I'm sure you have noticed that there hundreds of photographers out there, and the price difference between them can be enormous. So you may be asking yourself – why are some of them so expensive?
Let me start by saying that in the UK, the average price for a wedding photographer is £1560. So with that in mind, the question you probably should be asking yourself is actually – why are some of them so cheap??
The answer to this is quite simple... most of the 'cheap' photographers are terrible.
They are usually someone who managed to take a few lucky snaps with their phone, went out and bought an entry level DSLR and decided that they are now suddenly a pro. Off they go, with almost no experience, selling full day weddings for a few hundred pounds – making a bit of extra cash on the side... I am genuinely shocked by the quality of some photographers I see out there. Their pictures are low quality, usually out of focus and almost always poorly edited.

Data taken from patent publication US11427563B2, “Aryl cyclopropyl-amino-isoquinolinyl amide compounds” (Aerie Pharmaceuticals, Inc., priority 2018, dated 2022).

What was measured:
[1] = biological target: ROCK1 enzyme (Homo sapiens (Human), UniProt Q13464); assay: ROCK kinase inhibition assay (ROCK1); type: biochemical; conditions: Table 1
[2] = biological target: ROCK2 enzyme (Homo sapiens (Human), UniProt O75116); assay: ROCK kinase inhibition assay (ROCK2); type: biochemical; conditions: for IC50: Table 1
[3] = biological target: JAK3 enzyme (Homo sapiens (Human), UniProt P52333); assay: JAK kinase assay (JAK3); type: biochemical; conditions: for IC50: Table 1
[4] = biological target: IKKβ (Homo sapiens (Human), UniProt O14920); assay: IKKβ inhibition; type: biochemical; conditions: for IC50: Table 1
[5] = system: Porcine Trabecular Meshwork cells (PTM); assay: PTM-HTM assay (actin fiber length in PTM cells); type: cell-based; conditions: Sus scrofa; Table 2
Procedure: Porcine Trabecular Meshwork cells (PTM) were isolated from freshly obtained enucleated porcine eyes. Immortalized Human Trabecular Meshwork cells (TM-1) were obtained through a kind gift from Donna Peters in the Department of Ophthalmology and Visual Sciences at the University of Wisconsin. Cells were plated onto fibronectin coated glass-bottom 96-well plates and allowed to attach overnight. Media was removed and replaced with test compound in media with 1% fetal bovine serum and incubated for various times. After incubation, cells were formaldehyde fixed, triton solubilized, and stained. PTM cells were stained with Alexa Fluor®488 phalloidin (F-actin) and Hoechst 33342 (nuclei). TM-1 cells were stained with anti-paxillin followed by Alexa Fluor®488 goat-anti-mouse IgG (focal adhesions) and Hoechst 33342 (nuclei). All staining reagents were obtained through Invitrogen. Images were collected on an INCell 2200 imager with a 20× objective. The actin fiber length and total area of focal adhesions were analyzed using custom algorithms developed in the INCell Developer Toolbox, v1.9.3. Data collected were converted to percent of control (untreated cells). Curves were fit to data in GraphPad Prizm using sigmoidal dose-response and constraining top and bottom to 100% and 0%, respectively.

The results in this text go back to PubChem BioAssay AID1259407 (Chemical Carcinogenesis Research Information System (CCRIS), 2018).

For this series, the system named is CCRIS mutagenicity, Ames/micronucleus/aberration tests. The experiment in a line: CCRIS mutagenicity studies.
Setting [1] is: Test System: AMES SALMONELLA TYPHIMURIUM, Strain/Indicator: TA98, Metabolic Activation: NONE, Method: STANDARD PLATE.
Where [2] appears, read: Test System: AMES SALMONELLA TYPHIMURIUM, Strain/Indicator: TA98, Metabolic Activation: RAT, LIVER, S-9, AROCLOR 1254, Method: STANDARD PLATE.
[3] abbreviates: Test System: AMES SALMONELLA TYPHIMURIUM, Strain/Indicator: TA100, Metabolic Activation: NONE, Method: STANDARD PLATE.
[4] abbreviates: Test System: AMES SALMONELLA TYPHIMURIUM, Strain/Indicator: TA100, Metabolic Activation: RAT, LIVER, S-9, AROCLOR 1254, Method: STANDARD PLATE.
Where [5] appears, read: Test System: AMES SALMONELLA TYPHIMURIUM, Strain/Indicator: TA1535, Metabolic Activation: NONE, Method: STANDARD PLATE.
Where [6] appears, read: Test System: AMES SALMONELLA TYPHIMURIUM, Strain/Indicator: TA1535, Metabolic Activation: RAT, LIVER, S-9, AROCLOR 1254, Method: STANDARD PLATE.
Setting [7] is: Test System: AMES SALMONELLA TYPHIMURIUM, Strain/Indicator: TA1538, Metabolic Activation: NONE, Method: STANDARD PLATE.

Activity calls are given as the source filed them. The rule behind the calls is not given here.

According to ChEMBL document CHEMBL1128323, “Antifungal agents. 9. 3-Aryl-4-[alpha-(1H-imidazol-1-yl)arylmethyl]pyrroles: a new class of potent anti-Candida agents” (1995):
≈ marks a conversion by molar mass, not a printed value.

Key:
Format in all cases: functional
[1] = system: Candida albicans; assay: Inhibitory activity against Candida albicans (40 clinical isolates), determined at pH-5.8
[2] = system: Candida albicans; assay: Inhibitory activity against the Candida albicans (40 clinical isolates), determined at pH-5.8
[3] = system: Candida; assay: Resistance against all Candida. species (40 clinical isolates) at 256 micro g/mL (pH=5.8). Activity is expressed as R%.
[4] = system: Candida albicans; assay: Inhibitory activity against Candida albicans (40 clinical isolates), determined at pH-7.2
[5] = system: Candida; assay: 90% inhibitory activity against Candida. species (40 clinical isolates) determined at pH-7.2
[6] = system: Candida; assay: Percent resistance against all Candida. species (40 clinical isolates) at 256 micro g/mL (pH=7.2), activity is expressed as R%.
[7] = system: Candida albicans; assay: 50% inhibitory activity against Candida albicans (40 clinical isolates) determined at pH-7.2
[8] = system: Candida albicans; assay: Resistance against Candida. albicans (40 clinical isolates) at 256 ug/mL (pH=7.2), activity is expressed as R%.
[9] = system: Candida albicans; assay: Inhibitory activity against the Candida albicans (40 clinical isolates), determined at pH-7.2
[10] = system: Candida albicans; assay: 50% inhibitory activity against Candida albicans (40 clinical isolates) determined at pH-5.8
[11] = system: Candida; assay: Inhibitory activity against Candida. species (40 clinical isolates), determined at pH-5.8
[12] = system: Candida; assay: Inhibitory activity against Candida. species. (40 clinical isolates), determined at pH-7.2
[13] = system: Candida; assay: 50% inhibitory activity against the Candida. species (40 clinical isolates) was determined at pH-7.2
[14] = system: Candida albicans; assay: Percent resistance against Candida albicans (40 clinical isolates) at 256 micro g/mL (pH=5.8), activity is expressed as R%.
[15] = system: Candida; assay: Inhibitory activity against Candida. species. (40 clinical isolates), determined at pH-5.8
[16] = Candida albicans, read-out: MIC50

To get an idea of how different a professional photographer can be compared to a cheap amateur – take a look at the most expensive photographer you can find and then compare them to the cheapest one you can find. You will see that the difference is absolutely HUGE.
While I understand that sometimes people have tight budgets, I always urge couples to pick a photographer based on their pictures – and then on price. It is becoming increasingly common for people to contact a photographer and say that "they are just getting quotes" – often before they have even looked at the photographer's portfolio. Unfortunately, taking this approach will probably end up with you having a short list of awful photographers... and you will essentially be picking the 'best' from a list of the worst.
Look at it this way – if you were looking to get a family portrait painted, would you shop around for the cheapest artist? Or would you shop around for the artist who paints family portraits the way you like?
In order to fully understand why professional photographers charge what they do, here are 3 key points:
1 – Photographers are artists.